With construction workers being six times more likely to pass away from suicide as opposed to a physical injury on site, psychological issues are a mounting concern for contractors and their teams across Australia.
When someone is experiencing mental illness, it can not only harm their personal wellbeing, but also their productivity, attention to detail and ability to prevent accidents in the workplace. Therefore, as well as having a moral responsibility, employers are legally required to manage and minimise occupational hazards that may contribute to their employees’ mental ill-health.
At Major Projects Group, we are committed to kickstarting the crucial conversation about mental health in demolition. Having partnered with Transitioning Well, we are taking measures to ensure our people have the support needed to stay safe and healthy on the job.
To encourage other businesses to follow suit, we’ve put together the below guide on how to support mental health during demolition projects, sharing available resources and invaluable advice to help you care for your team members.
In Australia, 190 construction workers die by suicide each year – that’s one life lost every second day. Think this sounds exceptionally high? It is. Studies shows that construction workers are at a greater risk of suicide than professionals in other industries.
As well affecting an individual’s state of mind and resulting behaviour, psychological conditions have been shown to take a serious toll on the company they work for. Research suggests that mental illness and its effects (including reduced output, absenteeism, turnover and workers’ compensation claims) cost NSW businesses approximately $2.4B per year.
These figures stress the importance of prioritising mental health in construction environments like demolition sites – for both employees and their employers. Our sector has made great strides in mitigating the physical safety risks surrounding workers, but now we must look inward. We need to check in with the people behind the plant.
The Australian organisation Mates In Construction reviewed coroners reports to pinpoint the most common psychosocial hazards contributing to poor mental health in construction workers. Below, we break down these factors in detail.
Lack of communication
At the time of writing, roughly 87% of construction workers in Australia are males, who are at a greater risk of suicide than females. Why? The ‘suck it up and get the job done’ mentality adopted by many men means that demolition workers may find it tough to open up about their deepest emotions with colleagues. Feeling like there is no one to turn to can prevent these individuals from seeking the support they need.
Long hours away from loved ones
Demolition workers often endure long work hours, followed by lonely nights in temporary accommodation miles away from family and friends. This isolated lifestyle can leave workers more vulnerable to relationship breakdown and unhealthy coping mechanisms such as substance abuse and gambling – all of which can contribute to mental illness.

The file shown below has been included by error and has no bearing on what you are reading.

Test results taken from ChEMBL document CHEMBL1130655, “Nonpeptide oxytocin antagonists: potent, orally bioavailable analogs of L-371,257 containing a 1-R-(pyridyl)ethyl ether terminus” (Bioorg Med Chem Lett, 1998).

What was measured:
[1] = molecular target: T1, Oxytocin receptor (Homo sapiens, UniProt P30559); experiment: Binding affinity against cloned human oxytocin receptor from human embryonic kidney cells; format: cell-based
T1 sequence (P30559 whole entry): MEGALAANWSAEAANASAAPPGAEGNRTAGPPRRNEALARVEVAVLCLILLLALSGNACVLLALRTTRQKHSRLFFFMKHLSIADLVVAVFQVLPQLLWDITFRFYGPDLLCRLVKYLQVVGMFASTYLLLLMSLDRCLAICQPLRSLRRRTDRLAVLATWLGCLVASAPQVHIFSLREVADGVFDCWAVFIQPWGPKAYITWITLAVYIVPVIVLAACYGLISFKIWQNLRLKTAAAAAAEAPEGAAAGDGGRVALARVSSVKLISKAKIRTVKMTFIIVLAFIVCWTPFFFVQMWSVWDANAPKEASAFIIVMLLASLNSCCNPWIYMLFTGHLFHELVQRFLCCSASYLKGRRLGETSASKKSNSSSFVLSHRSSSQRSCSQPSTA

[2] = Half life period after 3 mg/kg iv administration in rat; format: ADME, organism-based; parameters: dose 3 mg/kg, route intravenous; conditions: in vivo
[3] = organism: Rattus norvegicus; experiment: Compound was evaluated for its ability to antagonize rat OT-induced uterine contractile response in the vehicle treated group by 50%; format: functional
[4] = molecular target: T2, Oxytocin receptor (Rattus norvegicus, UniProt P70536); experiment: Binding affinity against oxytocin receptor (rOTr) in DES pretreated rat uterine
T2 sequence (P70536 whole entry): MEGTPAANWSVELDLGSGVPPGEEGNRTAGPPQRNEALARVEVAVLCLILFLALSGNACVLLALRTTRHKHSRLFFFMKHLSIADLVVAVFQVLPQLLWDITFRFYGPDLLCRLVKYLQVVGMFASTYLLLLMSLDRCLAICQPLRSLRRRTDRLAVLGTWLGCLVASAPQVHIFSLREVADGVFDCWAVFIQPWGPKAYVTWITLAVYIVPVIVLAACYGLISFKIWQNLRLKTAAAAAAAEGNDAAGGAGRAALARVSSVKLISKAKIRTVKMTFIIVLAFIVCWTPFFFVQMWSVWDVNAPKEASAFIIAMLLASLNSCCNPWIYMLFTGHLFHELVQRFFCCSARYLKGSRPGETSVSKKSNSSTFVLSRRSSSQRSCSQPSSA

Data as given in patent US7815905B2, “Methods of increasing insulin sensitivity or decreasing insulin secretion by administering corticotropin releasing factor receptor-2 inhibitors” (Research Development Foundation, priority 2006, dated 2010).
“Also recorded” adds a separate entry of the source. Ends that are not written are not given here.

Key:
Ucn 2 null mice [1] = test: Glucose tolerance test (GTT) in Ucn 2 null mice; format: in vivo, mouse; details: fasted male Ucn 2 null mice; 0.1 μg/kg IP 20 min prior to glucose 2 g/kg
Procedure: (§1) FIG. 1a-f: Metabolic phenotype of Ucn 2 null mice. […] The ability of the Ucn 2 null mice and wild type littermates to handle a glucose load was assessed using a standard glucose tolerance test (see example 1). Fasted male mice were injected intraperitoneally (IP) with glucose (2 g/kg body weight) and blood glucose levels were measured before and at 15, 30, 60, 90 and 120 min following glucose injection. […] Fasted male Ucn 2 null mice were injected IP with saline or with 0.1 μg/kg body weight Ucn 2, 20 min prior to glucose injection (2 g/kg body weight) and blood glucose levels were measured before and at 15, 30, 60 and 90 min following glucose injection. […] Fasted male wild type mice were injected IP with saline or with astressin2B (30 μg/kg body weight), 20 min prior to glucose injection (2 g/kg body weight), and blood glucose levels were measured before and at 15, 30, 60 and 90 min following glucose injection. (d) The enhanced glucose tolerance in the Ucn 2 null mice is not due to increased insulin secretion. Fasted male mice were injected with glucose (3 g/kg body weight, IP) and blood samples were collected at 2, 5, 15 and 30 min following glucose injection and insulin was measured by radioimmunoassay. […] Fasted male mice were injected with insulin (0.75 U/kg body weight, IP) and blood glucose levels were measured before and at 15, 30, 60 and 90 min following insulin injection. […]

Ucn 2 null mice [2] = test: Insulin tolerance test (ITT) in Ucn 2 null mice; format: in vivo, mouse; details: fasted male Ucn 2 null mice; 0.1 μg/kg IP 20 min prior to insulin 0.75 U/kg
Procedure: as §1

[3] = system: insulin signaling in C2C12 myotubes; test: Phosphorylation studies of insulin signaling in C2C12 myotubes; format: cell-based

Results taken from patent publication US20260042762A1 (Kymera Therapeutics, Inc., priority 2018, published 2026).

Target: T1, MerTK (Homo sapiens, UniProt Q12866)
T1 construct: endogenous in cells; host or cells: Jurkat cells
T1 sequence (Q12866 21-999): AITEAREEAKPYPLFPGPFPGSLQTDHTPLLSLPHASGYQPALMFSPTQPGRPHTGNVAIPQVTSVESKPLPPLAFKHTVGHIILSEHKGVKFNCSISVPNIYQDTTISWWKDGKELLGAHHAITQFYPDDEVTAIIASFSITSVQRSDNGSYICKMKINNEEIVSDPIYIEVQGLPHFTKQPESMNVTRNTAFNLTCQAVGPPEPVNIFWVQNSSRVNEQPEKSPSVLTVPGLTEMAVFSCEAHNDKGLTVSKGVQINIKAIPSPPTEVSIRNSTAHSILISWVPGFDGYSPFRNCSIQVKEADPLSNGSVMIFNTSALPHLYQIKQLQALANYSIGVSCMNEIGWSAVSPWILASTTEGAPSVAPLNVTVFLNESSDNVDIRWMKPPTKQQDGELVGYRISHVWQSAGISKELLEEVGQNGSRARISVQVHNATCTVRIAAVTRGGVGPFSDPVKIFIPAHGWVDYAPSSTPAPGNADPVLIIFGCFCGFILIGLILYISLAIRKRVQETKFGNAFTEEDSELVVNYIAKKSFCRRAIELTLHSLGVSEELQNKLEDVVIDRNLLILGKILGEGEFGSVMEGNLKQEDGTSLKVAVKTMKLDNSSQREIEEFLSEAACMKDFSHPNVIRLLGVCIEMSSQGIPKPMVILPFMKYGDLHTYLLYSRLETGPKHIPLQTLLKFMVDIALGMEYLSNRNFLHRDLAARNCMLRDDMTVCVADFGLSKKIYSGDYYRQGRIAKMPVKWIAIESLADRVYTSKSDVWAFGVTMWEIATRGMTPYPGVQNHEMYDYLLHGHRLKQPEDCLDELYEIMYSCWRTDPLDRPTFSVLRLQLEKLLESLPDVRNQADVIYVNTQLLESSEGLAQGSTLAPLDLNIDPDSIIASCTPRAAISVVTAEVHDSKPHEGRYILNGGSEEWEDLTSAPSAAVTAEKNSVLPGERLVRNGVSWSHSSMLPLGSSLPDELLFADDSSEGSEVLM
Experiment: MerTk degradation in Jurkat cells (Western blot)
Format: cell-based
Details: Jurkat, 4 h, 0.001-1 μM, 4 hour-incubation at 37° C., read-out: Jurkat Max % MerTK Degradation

Anxiety-inducing workplace conditions
Mental health and construction can be opposing concepts due to the high-risk environment. Even with personal protective equipment (PPE) and strict safety protocols, accidents can happen on demolition sites. With regular exposure to potentially life-threatening hazards, some workers may find that dangerous workplace conditions are a cause of distress.
Physical stressors and chronic pain
With more and more employees continuing to work in demanding physical conditions past the traditional retirement age, construction workers often end up living with chronic pain. Ultimately, this can encourage harmful coping mechanisms that cause mental health problems like alcohol addiction.
Workplace conflict and bullying
As with all workplaces, demolition sites can also see conflict and bullying amongst employees. From social exclusion to physical violence, workers may be threatened, abused or assaulted on the job. Whether a once off or repeated each day, such behaviour can have considerable consequences for the target’s mental health.
That is why it is so important to have an anti-bullying policy in your organisation, complete with a clear procedure for reporting and investigating incidents.
High demands and low levels of support
For more information on psychosocial hazards in the workplace, consult SafeWork’s list of factors that impact employees’ mental health.
The mental challenges of staying at or coming back to the demolition site
When a worker is experiencing poor mental health, it can feel particularly daunting and distressing to perform their professional duties. In order to best support an employee during this time, leadership must understand the obstacles that may be hindering their ability to remain at or returning to work.
Common barriers include:
- Fear of stigma, such as that coworkers may react negatively to the diagnosis;
- A perceived or actual lack of personal connection with colleagues and managers;
- Doubt about the extent or nature of mental health support available at work; and
- Worry that workplace contributors to psychological conditions have yet to be resolved.
If thrown to the side or handled poorly, psychosocial hazards can begin to build up and strip away at your team’s mental health. As a manager or supervisor, you play a major role in supporting the psychological wellbeing of your team. Here are a few steps you can take to show your staff that they are not alone.
1. Build awareness and tear down stigma
The Heads Up – Starter Kit is an excellent resource for expressing your dedication to mental health to your staff. Involving team members in this discussion and communicating your support efforts clearly and regularly will help your company to cut through the stigma surrounding mental illness.
Meanwhile, the Toolkit for mental health champions can be employed to build a mental health champions scheme. Mental health champions encourage positive mental health in the workplace by organising a variety of wellness activities throughout the year. They can also point colleagues in the direction of relevant support services as required.